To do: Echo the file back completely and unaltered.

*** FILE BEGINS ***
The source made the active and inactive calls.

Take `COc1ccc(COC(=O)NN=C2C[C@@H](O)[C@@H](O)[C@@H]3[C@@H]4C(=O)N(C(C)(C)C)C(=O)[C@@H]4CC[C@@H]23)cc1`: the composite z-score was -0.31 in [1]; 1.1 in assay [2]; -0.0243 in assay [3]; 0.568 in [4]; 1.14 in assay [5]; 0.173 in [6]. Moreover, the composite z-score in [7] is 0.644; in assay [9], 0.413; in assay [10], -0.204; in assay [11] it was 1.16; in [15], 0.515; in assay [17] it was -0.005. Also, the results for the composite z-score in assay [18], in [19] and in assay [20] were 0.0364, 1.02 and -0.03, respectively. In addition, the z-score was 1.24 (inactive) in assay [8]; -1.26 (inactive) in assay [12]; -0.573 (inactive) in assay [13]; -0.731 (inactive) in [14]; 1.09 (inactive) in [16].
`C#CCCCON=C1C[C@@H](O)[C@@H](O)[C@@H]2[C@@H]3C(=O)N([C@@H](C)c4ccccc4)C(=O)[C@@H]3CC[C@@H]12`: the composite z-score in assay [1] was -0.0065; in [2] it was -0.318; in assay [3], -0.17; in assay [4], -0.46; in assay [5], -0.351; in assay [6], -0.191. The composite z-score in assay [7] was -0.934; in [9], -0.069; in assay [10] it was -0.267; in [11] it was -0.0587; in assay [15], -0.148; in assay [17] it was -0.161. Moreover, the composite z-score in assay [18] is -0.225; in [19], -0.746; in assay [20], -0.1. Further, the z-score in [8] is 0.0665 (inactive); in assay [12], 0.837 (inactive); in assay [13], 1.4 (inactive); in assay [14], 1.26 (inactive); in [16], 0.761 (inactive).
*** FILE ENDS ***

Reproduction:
The source made the active and inactive calls.

Take `COc1ccc(COC(=O)NN=C2C[C@@H](O)[C@@H](O)[C@@H]3[C@@H]4C(=O)N(C(C)(C)C)C(=O)[C@@H]4CC[C@@H]23)cc1`: the composite z-score was -0.31 in [1]; 1.1 in assay [2]; -0.0243 in assay [3]; 0.568 in [4]; 1.14 in assay [5]; 0.173 in [6]. Moreover, the composite z-score in [7] is 0.644; in assay [9], 0.413; in assay [10], -0.204; in assay [11] it was 1.16; in [15], 0.515; in assay [17] it was -0.005. Also, the results for the composite z-score in assay [18], in [19] and in assay [20] were 0.0364, 1.02 and -0.03, respectively. In addition, the z-score was 1.24 (inactive) in assay [8]; -1.26 (inactive) in assay [12]; -0.573 (inactive) in assay [13]; -0.731 (inactive) in [14]; 1.09 (inactive) in [16].
`C#CCCCON=C1C[C@@H](O)[C@@H](O)[C@@H]2[C@@H]3C(=O)N([C@@H](C)c4ccccc4)C(=O)[C@@H]3CC[C@@H]12`: the composite z-score in assay [1] was -0.0065; in [2] it was -0.318; in assay [3], -0.17; in assay [4], -0.46; in assay [5], -0.351; in assay [6], -0.191. The composite z-score in assay [7] was -0.934; in [9], -0.069; in assay [10] it was -0.267; in [11] it was -0.0587; in assay [15], -0.148; in assay [17] it was -0.161. Moreover, the composite z-score in assay [18] is -0.225; in [19], -0.746; in assay [20], -0.1. Further, the z-score in [8] is 0.0665 (inactive); in assay [12], 0.837 (inactive); in assay [13], 1.4 (inactive); in assay [14], 1.26 (inactive); in [16], 0.761 (inactive).